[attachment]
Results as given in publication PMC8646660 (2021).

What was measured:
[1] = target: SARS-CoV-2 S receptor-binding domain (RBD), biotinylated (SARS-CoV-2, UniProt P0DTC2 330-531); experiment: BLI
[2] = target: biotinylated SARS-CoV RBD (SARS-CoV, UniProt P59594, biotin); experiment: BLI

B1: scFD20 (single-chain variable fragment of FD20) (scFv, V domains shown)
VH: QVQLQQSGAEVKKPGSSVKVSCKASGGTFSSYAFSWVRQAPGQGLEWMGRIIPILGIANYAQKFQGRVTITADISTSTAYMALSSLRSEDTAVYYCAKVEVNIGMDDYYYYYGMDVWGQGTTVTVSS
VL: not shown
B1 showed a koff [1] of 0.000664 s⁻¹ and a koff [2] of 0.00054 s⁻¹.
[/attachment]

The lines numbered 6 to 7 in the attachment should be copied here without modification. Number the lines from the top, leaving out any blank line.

VH: QVQLQQSGAEVKKPGSSVKVSCKASGGTFSSYAFSWVRQAPGQGLEWMGRIIPILGIANYAQKFQGRVTITADISTSTAYMALSSLRSEDTAVYYCAKVEVNIGMDDYYYYYGMDVWGQGTTVTVSS
VL: not shown